As far as I know the ordering issues have been fixed. The x220 is a great piece of hardware. I'm not so sure about Lenovo's support system/people however.

    Me, I'm quite happy with my laptop. Great screen. Great battery life. Great keyboard. Tough case/screen with no flex and a solid feel. I fear might happen if I ever have to need to get any repairs on it though.
    Reply
  • damianrobertjones - Friday, September 9, 2011 - link

    I'm glad that this has been mentioned for once and I hope that the readers realise that MS gets ALL the blame when a computer runs slow

    HP 5330m: 98 processes
    http://forum.notebookreview.com/hp-business-class-...

    HP Probook 6460b: 106 processes
    http://forum.notebookreview.com/hp-business-class-...

    Been there, done that, removed the processes. To Sony & HP: If you want to compete then stop bogging your machines down with absolute rubbish. To Microsoft: Stop the oems destroying YOUR name!
    Reply
  • InterClaw - Friday, September 9, 2011 - link

    The 14" Samsung Series 7 (NP700Z3A-S01US) feels a lot more interesting to me. Reply
  • zsero - Friday, September 9, 2011 - link

    Sorry, all over the internet Sony S is called SA and SB. Can you clarify things a bit?

    Is this a THIRD model? Or is it an SA or an SB?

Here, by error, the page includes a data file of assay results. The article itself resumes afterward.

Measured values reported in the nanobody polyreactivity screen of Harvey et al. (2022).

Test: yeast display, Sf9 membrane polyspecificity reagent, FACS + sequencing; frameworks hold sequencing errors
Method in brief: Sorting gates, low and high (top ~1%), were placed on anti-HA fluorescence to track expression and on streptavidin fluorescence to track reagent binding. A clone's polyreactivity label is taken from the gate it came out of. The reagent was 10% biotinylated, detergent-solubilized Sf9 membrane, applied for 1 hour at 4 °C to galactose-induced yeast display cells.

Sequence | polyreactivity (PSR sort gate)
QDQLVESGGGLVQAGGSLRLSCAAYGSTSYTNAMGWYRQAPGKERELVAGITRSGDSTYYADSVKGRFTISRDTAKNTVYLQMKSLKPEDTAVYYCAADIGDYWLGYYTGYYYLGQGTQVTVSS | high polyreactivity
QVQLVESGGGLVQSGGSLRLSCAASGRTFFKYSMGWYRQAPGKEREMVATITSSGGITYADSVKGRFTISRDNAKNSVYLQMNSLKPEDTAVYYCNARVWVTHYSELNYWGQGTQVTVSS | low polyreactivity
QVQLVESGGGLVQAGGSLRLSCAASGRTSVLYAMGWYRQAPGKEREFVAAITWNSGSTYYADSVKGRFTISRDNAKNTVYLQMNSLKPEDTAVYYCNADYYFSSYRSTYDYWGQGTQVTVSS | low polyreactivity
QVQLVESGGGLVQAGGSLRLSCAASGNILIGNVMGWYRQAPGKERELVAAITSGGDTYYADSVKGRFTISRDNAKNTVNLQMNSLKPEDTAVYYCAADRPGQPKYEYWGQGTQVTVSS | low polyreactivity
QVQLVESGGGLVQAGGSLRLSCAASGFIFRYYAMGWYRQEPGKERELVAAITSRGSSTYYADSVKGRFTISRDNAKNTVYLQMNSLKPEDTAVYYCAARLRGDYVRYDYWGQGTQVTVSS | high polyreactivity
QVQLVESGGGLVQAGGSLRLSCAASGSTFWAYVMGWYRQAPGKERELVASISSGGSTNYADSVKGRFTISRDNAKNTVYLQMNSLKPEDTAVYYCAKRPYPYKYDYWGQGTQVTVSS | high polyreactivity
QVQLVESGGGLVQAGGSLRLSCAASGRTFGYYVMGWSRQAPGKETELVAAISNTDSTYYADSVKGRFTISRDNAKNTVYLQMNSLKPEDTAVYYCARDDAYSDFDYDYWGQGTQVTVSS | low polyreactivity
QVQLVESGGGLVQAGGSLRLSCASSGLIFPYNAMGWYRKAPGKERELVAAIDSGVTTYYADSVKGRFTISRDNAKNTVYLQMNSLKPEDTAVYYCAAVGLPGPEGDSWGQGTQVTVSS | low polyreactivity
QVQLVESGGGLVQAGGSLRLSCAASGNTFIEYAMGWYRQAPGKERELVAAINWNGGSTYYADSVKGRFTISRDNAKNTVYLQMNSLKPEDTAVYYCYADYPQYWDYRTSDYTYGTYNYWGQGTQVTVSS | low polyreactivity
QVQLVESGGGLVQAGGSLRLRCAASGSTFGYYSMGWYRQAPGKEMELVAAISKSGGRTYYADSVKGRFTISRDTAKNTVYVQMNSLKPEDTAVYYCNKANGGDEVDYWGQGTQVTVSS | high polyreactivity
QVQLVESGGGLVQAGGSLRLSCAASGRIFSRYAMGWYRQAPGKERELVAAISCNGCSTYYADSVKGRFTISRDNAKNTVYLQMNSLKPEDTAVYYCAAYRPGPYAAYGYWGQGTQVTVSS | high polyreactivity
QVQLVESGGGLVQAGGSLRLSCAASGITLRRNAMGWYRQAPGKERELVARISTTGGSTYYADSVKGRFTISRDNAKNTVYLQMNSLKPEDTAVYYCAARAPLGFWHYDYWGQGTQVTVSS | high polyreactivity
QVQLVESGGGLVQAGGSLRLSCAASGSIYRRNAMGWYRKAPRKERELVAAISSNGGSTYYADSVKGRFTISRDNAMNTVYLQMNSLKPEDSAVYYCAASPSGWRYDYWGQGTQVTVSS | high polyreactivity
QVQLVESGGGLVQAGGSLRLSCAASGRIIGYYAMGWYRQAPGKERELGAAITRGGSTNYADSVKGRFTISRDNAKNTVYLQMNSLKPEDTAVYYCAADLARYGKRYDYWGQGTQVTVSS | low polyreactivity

They are in different price range (900 EUR vs 1900 EUR), as well as have different screen options (1600x900) and so on. Ideally it would be nice to have a paragraph about the differences in the Sony laptop range, SA, SB, Z, etc. But at least call this arcticle Sony Vaio SB!

    For a reference, have a quick look how notebookcheck did it, I know they are a german site, but when there is such a huge difference it would be nice to clarify things a bit.
    http://www.notebookcheck.net/Review-Sony-Vaio-VPC-...
    http://www.notebookcheck.net/Review-Sony-Vaio-VPC-...
    Reply
  • Dustin Sklavos - Friday, September 9, 2011 - link

    This is the SB, and there was actually some contention between us as to which model we should refer to this one as. Reply
  • krumme - Friday, September 9, 2011 - link

    Another excellent piece from Dustin. Besides the fuent style, i like he present his opinions as what they are - opinions - and not the only objective truth in this world.

    It is impressive and surprise Sony did work with this machine to get those idle numbers.

    The consumers is sure stupid, when they buy those 160 shader gfx, i newer expected that to happen. Why the OEM want to offer it, when it is of no benefit is also a mystery? - thinking long lasting brand loyality...

    I think for good measure, every review using the hd3000 should mention the mkv bluray video problem, and quality of the gfx. I take my old 16 cuda 8600m gs over my hd3000 any day. Theese benchmark does not reflect that perception. And i can not be the only one thinking the quality of video and gaming is weak on the Intel. I dont know the technical reason, but the ATI and NV machines, on the same settings, give better picture quality than the hd3000 in fx. TF2. But i doubt that is the reason Sony included the ATI card, or what?
    Reply
  • Malih - Friday, September 9, 2011 - link

    This review makes me hunger for a 12 inch, or thin 13 inch Laptop with Llano in it. Get out of your a** AMD, get me this Laptop ASAP!!! Reply